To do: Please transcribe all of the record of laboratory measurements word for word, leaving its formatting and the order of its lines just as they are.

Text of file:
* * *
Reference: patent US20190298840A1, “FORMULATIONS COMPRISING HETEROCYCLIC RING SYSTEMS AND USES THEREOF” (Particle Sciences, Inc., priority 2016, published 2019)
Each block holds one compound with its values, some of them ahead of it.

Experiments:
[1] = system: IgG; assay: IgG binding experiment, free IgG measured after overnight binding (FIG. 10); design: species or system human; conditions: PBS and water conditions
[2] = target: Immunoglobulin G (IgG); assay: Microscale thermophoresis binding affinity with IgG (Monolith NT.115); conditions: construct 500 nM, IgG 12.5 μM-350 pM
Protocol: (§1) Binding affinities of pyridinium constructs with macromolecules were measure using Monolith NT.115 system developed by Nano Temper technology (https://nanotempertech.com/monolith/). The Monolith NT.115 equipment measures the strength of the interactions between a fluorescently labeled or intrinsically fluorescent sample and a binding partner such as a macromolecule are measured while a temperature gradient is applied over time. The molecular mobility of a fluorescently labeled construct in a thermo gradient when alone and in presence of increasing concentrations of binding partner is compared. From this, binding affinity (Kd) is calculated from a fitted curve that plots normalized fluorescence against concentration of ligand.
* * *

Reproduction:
Reference: patent US20190298840A1, “FORMULATIONS COMPRISING HETEROCYCLIC RING SYSTEMS AND USES THEREOF” (Particle Sciences, Inc., priority 2016, published 2019)
Each block holds one compound with its values, some of them ahead of it.

Experiments:
[1] = system: IgG; assay: IgG binding experiment, free IgG measured after overnight binding (FIG. 10); design: species or system human; conditions: PBS and water conditions
[2] = target: Immunoglobulin G (IgG); assay: Microscale thermophoresis binding affinity with IgG (Monolith NT.115); conditions: construct 500 nM, IgG 12.5 μM-350 pM
Protocol: (§1) Binding affinities of pyridinium constructs with macromolecules were measure using Monolith NT.115 system developed by Nano Temper technology (https://nanotempertech.com/monolith/). The Monolith NT.115 equipment measures the strength of the interactions between a fluorescently labeled or intrinsically fluorescent sample and a binding partner such as a macromolecule are measured while a temperature gradient is applied over time. The molecular mobility of a fluorescently labeled construct in a thermo gradient when alone and in presence of increasing concentrations of binding partner is compared. From this, binding affinity (Kd) is calculated from a fitted curve that plots normalized fluorescence against concentration of ligand.